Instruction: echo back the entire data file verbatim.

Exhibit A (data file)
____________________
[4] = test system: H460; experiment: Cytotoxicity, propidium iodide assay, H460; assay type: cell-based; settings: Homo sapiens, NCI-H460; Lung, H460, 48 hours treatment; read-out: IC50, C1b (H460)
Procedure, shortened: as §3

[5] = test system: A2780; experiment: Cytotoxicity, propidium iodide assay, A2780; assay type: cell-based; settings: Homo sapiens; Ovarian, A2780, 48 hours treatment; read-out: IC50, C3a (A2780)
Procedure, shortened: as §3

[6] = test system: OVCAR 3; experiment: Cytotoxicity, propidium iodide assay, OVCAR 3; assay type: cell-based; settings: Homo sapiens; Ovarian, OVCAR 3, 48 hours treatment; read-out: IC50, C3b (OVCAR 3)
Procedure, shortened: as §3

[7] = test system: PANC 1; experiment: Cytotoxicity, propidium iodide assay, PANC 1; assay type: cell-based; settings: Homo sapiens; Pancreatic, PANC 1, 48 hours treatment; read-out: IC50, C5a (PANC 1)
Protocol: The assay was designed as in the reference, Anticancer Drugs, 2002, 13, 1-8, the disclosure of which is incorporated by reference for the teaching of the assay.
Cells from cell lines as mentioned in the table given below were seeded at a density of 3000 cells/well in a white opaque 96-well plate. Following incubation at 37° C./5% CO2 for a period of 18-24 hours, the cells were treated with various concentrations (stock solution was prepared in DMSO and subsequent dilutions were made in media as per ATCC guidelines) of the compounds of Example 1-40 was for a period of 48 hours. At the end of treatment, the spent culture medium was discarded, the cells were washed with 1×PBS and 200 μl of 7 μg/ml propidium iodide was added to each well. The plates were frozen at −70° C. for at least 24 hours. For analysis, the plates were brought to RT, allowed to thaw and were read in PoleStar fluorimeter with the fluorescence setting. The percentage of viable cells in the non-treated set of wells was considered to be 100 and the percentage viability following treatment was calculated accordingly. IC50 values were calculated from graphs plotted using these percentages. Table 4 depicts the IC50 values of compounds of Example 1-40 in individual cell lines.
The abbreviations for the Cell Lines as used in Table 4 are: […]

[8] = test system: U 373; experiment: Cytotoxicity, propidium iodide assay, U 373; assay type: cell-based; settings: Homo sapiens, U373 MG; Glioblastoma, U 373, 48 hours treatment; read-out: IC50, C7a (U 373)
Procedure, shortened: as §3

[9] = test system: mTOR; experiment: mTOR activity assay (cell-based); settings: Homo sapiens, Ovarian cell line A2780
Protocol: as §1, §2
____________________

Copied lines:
[4] = test system: H460; experiment: Cytotoxicity, propidium iodide assay, H460; assay type: cell-based; settings: Homo sapiens, NCI-H460; Lung, H460, 48 hours treatment; read-out: IC50, C1b (H460)
Procedure, shortened: as §3

[5] = test system: A2780; experiment: Cytotoxicity, propidium iodide assay, A2780; assay type: cell-based; settings: Homo sapiens; Ovarian, A2780, 48 hours treatment; read-out: IC50, C3a (A2780)
Procedure, shortened: as §3

[6] = test system: OVCAR 3; experiment: Cytotoxicity, propidium iodide assay, OVCAR 3; assay type: cell-based; settings: Homo sapiens; Ovarian, OVCAR 3, 48 hours treatment; read-out: IC50, C3b (OVCAR 3)
Procedure, shortened: as §3

[7] = test system: PANC 1; experiment: Cytotoxicity, propidium iodide assay, PANC 1; assay type: cell-based; settings: Homo sapiens; Pancreatic, PANC 1, 48 hours treatment; read-out: IC50, C5a (PANC 1)
Protocol: The assay was designed as in the reference, Anticancer Drugs, 2002, 13, 1-8, the disclosure of which is incorporated by reference for the teaching of the assay.
Cells from cell lines as mentioned in the table given below were seeded at a density of 3000 cells/well in a white opaque 96-well plate. Following incubation at 37° C./5% CO2 for a period of 18-24 hours, the cells were treated with various concentrations (stock solution was prepared in DMSO and subsequent dilutions were made in media as per ATCC guidelines) of the compounds of Example 1-40 was for a period of 48 hours. At the end of treatment, the spent culture medium was discarded, the cells were washed with 1×PBS and 200 μl of 7 μg/ml propidium iodide was added to each well. The plates were frozen at −70° C. for at least 24 hours. For analysis, the plates were brought to RT, allowed to thaw and were read in PoleStar fluorimeter with the fluorescence setting. The percentage of viable cells in the non-treated set of wells was considered to be 100 and the percentage viability following treatment was calculated accordingly. IC50 values were calculated from graphs plotted using these percentages. Table 4 depicts the IC50 values of compounds of Example 1-40 in individual cell lines.
The abbreviations for the Cell Lines as used in Table 4 are: […]

[8] = test system: U 373; experiment: Cytotoxicity, propidium iodide assay, U 373; assay type: cell-based; settings: Homo sapiens, U373 MG; Glioblastoma, U 373, 48 hours treatment; read-out: IC50, C7a (U 373)
Procedure, shortened: as §3

[9] = test system: mTOR; experiment: mTOR activity assay (cell-based); settings: Homo sapiens, Ovarian cell line A2780
Protocol: as §1, §2